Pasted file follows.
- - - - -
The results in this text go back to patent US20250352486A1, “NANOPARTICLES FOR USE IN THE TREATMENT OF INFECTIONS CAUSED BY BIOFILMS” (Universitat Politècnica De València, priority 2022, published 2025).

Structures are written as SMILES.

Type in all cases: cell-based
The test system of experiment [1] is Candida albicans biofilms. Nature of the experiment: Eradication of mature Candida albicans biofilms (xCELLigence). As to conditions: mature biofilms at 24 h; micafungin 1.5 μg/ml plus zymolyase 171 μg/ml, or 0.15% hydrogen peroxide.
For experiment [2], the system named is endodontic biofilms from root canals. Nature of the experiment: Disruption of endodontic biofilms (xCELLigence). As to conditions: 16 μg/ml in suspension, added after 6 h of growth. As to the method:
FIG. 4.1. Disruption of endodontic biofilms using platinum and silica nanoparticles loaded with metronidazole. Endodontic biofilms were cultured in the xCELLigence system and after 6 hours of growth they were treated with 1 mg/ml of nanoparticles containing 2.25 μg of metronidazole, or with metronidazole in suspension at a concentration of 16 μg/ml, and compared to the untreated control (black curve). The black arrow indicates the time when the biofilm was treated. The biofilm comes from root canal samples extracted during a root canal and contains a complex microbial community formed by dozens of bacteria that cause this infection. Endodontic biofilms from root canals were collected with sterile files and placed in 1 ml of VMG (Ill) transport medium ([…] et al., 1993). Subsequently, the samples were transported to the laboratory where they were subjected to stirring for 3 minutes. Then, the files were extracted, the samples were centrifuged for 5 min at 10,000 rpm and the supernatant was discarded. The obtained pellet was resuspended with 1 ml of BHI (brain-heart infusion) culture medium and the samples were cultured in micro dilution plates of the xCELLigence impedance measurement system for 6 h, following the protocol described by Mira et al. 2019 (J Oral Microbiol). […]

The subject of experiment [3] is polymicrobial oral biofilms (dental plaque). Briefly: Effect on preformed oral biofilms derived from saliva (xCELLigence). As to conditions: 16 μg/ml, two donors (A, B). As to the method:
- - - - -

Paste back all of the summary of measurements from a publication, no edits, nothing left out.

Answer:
The results in this text go back to patent US20250352486A1, “NANOPARTICLES FOR USE IN THE TREATMENT OF INFECTIONS CAUSED BY BIOFILMS” (Universitat Politècnica De València, priority 2022, published 2025).

Structures are written as SMILES.

Type in all cases: cell-based
The test system of experiment [1] is Candida albicans biofilms. Nature of the experiment: Eradication of mature Candida albicans biofilms (xCELLigence). As to conditions: mature biofilms at 24 h; micafungin 1.5 μg/ml plus zymolyase 171 μg/ml, or 0.15% hydrogen peroxide.
For experiment [2], the system named is endodontic biofilms from root canals. Nature of the experiment: Disruption of endodontic biofilms (xCELLigence). As to conditions: 16 μg/ml in suspension, added after 6 h of growth. As to the method:
FIG. 4.1. Disruption of endodontic biofilms using platinum and silica nanoparticles loaded with metronidazole. Endodontic biofilms were cultured in the xCELLigence system and after 6 hours of growth they were treated with 1 mg/ml of nanoparticles containing 2.25 μg of metronidazole, or with metronidazole in suspension at a concentration of 16 μg/ml, and compared to the untreated control (black curve). The black arrow indicates the time when the biofilm was treated. The biofilm comes from root canal samples extracted during a root canal and contains a complex microbial community formed by dozens of bacteria that cause this infection. Endodontic biofilms from root canals were collected with sterile files and placed in 1 ml of VMG (Ill) transport medium ([…] et al., 1993). Subsequently, the samples were transported to the laboratory where they were subjected to stirring for 3 minutes. Then, the files were extracted, the samples were centrifuged for 5 min at 10,000 rpm and the supernatant was discarded. The obtained pellet was resuspended with 1 ml of BHI (brain-heart infusion) culture medium and the samples were cultured in micro dilution plates of the xCELLigence impedance measurement system for 6 h, following the protocol described by Mira et al. 2019 (J Oral Microbiol). […]

The subject of experiment [3] is polymicrobial oral biofilms (dental plaque). Briefly: Effect on preformed oral biofilms derived from saliva (xCELLigence). As to conditions: 16 μg/ml, two donors (A, B). As to the method: